“Sleep not longer, O Choctaws and Chickasaws,” continued the indefatigable orator, “in false security and delusive hopes. Our broad domains are fast escaping from our grasp. Every year our white intruders become more greedy, exacting, oppressive and overbearing. Every year contentions spring up between them and our people and when blood is shed we have to make atonement whether right or wrong, at the cost of the lives of our greatest chiefs, and the yielding up of large tracts of our lands. Before the pale faces came among us, we enjoyed the happiness of unbounded freedom, and were acquainted with neither riches, wants, nor oppression.” How is it now? Wants and oppressions are our lot; for are we not controlled in everything, and dare we move without asking, by your leave? Are we not being stripped day by day of the little that remains of our ancient liberty? Do they not even now kick and strike us as they do their blackfaces? How long will it be before they will tie us to a post and whip us, and make us work for them in their cornfields as they do them? Shall we wait for that moment or shall we die fighting before submitting to such ignominy”?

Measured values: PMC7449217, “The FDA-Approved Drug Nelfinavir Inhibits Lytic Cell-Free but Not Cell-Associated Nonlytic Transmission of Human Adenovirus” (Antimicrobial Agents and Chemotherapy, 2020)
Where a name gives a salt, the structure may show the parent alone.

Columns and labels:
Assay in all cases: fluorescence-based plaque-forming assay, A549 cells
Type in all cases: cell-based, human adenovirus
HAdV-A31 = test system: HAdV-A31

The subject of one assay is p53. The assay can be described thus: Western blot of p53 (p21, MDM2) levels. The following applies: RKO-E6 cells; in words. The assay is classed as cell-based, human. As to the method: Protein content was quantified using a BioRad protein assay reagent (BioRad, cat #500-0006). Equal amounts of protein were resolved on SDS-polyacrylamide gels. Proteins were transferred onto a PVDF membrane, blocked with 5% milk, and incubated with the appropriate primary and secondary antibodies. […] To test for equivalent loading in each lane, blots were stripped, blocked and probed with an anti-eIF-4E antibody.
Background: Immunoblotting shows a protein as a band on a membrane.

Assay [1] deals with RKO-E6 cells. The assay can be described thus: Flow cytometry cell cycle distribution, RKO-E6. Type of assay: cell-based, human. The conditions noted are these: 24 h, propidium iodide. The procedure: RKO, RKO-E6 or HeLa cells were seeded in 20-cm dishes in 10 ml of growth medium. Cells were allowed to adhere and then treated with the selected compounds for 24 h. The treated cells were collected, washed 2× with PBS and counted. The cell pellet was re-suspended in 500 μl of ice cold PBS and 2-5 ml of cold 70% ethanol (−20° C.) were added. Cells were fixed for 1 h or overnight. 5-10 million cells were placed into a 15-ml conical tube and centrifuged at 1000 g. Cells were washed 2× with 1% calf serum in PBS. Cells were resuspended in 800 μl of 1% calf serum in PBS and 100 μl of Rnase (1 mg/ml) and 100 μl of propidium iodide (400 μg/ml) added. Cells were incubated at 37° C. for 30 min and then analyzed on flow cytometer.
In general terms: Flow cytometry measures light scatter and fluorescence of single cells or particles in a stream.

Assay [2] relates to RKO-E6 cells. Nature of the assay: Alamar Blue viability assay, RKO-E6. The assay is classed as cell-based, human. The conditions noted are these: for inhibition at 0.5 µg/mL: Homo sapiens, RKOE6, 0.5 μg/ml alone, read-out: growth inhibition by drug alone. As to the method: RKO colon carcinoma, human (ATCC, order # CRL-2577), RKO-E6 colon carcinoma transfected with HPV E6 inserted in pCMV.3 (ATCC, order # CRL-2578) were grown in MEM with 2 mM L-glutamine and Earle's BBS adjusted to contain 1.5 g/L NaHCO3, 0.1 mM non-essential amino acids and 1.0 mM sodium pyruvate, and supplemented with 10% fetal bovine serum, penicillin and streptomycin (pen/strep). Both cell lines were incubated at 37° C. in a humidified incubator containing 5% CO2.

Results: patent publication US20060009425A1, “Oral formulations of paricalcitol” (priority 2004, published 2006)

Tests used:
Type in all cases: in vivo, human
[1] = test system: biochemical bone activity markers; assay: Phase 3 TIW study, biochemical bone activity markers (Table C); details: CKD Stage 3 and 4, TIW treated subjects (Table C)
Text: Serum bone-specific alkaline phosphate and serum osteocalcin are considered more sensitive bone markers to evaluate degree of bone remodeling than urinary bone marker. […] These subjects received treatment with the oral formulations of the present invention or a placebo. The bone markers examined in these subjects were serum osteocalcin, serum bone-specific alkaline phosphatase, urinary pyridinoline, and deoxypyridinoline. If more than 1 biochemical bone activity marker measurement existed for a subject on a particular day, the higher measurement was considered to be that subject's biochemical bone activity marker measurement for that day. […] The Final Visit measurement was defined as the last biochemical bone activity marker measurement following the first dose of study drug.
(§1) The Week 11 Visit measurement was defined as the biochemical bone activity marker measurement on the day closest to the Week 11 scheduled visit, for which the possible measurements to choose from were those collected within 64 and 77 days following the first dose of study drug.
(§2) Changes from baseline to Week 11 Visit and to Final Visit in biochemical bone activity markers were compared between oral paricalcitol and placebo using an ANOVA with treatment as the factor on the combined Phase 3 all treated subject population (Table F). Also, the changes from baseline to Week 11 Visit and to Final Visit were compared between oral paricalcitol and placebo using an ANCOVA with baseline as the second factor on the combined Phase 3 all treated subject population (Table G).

At this juncture a low, muffled groan of indignation forced its way through the clinched teeth running through the entire assembly, and some of the younger warriors, no longer enabled to restrain themselves, leaped from their seats upon the ground, and, accompanying the act with the thrilling war-whoops of defiance, nourished their tomahawks in a frenzy of rage. Tecumseh turned his eyes upon them with a calm but rebuking look, which spoke but too well his disapproval of such an undignified and premature display of feelings, which had interrupted him; then with a gentle wave of the hand, the interpretation of which was not very difficult, he again continued: “Have we not for years had before our eyes a sample of their designs, and are they not sufficient harbingers of their future determinations? Will we not soon be driven from our respective countries and the graves of our ancestors? Will not the bones of our dead be plowed up, and their graves be turned into fields? Shall we calmly wait until they become so numerous that we will no longer be able to resist oppression? Will we wait to be destroyed in our turn, without making an effort worthy our race? Shall we give up our homes, our country, bequeathed to us by the Great Spirit, the graves of our dead, and everything” that is dear and sacred to us, with out a struggle? I know you will cry with me, Never! Never! Then let us by unity of action destroy them all, which we now can do, or drive them back whence they came. War or extermination is now our only choice. Which do you choose? I know your answer. Therefore, I now call on you, brave Choctaws and Chickasaws, to assist in the just cause of liberating our race from the grasp of our faithless invaders and heartless oppressors. The white usurpation in our common country must be stopped, or we, its rightful owners, be forever destroyed and wiped out as a race of people. I am now at the head of many warriors backed by the strong arm of English soldiers. Choctaws and Chickasaws, you have too long borne with grievous usurpation inflicted by the arrogant Americans. Be no longer their dupes. If there be one here tonight who believes that his rights will not sooner or later, be taken from him by the avaricious American pale-faces, his ignorance ought too excite pity, for he knows little of the character of our common foe. And if there be one among you mad enough to undervalue the growing power of the white race among us, let him tremble in considering the fearful woes he will bring down upon our entire race, if by his criminal indifference he assists the designs of our common enemy against our common country. Then listen to the voice of duty, of honor, of nature and of your endangered country. Let us form one body, one heart, and defend to the last warrior our country, our homes, our liberty, and the graves of our fathers.